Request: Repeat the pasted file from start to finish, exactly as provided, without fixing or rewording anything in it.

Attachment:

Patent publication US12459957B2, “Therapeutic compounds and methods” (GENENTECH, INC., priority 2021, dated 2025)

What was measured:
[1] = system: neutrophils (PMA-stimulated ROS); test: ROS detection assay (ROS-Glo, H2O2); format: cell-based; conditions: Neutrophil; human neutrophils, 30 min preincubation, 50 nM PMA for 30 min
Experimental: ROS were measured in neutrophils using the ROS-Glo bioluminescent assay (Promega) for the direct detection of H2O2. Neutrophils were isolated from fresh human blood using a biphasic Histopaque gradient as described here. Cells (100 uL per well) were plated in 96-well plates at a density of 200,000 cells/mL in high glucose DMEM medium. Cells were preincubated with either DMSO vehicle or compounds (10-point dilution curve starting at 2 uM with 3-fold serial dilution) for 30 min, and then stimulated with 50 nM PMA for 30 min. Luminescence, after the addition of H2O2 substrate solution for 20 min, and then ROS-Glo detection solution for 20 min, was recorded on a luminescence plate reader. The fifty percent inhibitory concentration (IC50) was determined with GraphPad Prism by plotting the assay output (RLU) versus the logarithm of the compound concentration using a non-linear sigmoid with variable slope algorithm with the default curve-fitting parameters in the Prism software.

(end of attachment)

Patent publication US12459957B2, “Therapeutic compounds and methods” (GENENTECH, INC., priority 2021, dated 2025)

What was measured:
[1] = system: neutrophils (PMA-stimulated ROS); test: ROS detection assay (ROS-Glo, H2O2); format: cell-based; conditions: Neutrophil; human neutrophils, 30 min preincubation, 50 nM PMA for 30 min
Experimental: ROS were measured in neutrophils using the ROS-Glo bioluminescent assay (Promega) for the direct detection of H2O2. Neutrophils were isolated from fresh human blood using a biphasic Histopaque gradient as described here. Cells (100 uL per well) were plated in 96-well plates at a density of 200,000 cells/mL in high glucose DMEM medium. Cells were preincubated with either DMSO vehicle or compounds (10-point dilution curve starting at 2 uM with 3-fold serial dilution) for 30 min, and then stimulated with 50 nM PMA for 30 min. Luminescence, after the addition of H2O2 substrate solution for 20 min, and then ROS-Glo detection solution for 20 min, was recorded on a luminescence plate reader. The fifty percent inhibitory concentration (IC50) was determined with GraphPad Prism by plotting the assay output (RLU) versus the logarithm of the compound concentration using a non-linear sigmoid with variable slope algorithm with the default curve-fitting parameters in the Prism software.